The history of world cinema dates back to 1895 when the first motion picture was produced and exhibited in Paris and since then cinema has never looked back. Recently in 1995, it completed a hundred years and this occasion was celebrated all over the world with much pomp and ceremony. Cinema originated in its raw form only as moving pictures but with the gradual passage of time, it steadfastly kept on improving its form and presentation to reach its present status. The primary reason for its continuous progress and tremendous technical advancement was the mass popularity it achieved as a major source of entertainment till the advent of television.
To go back to the birth of cinema, the root can be traced to a machine called kinetoscope which was invented by Thomas Edison in 1891. This machine showed moving pictures for the first time. But a little later, two French brothers called Auguste and Louis Lumiere built a similar machine called cinematographe. This machine could project pictures from a piece of film onto a screen as this had a camera as well as a projector. The pictures were shown one after another in rapid succession and the images on the screen appeared to move. The Lumiere brothers produced the world’s first motion picture in 1895 and gave the world’s first public show in Paris in the same year.
The early films were in black and white, the movements were very jerky and they had no sound. They are called ‘silent cinemas’ as the images did not produce any sound effects on the screen. In the initial days, only news items and real events were shown in the films but the later film-makers made films with their own stories. The actors played the role of the imaginary characters in the stories. The Lumiere brothers made the first story film ‘Watering the Gardener’.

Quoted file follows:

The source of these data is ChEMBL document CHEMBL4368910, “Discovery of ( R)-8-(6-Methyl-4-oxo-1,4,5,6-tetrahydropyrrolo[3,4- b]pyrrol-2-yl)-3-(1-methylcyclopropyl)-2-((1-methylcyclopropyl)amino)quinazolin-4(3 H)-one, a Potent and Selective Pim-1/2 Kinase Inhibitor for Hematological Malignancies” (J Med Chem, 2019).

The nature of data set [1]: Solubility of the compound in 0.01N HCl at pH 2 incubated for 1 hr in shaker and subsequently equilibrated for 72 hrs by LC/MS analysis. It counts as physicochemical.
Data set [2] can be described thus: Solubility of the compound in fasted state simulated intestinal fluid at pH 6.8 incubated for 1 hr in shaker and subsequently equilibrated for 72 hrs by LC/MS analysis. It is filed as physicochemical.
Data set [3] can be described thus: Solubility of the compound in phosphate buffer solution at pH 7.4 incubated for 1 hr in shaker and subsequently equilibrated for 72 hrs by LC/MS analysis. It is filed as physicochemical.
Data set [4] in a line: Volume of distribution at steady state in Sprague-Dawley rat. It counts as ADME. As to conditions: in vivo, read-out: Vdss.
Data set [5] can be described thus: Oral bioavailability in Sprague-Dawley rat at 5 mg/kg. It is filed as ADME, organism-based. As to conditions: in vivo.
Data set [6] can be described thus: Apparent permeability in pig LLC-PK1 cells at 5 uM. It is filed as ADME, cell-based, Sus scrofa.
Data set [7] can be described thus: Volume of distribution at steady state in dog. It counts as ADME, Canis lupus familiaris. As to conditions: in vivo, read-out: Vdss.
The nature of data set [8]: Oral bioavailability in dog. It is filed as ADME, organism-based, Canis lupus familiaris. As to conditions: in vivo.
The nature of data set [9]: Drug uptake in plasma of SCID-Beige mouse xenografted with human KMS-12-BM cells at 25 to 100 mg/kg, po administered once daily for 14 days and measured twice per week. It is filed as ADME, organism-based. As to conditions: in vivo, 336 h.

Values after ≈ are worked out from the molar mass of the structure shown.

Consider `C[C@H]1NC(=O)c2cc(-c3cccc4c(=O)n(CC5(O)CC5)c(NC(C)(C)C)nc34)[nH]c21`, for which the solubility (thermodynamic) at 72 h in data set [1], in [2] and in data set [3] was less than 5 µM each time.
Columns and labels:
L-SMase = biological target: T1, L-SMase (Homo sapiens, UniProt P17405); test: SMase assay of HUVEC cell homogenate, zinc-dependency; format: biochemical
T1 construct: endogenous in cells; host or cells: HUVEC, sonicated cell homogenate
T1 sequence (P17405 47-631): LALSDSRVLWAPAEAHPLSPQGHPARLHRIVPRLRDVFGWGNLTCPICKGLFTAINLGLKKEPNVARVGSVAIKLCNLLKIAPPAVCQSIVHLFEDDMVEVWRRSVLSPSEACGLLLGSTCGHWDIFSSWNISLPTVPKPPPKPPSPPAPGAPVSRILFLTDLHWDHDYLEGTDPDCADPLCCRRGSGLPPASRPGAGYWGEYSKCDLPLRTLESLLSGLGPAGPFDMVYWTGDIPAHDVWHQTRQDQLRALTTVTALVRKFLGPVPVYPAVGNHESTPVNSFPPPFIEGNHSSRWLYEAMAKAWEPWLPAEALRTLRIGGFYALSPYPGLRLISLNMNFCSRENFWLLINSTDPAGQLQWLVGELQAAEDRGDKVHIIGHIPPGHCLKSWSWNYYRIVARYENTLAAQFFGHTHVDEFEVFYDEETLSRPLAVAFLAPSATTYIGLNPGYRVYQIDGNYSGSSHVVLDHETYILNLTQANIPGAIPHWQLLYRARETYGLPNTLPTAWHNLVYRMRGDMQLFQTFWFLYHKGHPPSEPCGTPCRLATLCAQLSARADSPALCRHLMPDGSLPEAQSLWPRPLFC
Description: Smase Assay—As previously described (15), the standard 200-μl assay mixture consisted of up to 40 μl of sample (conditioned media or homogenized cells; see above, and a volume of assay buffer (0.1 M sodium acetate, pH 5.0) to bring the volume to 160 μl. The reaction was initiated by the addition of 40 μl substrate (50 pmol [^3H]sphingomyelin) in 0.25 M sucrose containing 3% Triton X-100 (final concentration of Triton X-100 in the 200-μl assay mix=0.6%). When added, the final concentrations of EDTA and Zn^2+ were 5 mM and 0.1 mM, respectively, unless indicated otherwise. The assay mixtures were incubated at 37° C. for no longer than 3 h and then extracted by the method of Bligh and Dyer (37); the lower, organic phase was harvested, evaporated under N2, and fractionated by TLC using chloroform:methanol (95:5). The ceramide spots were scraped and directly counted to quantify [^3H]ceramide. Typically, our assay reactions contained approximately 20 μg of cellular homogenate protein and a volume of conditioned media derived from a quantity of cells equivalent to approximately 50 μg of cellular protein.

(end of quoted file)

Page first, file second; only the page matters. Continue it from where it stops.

The silent cinema proved to be a great success though tickets were very expensive and as a result huge profits were earned. Consequently large investments were made to improvise and upgrade the technology which gave rise to the use of various types of special effects in the movies. Dance and song sequences, lavish costumes and specially designed sets or background were gradually added to make the scenes more impressive and glamourous.
The phenomenal growth in popularity of the films laid the foundation of a star system even in those days. An unknown girl named Florence Lawrence (later renamed Mary Pickford) became the world’s sweetheart and the first star to earn a million dollar from acting. After the First World War the American films became grand successes when they cheered the war-torn world and entertained the people thus enabling them to forget their miseries and bitter memories of the war. Hollywood city in California became the film city of the world.
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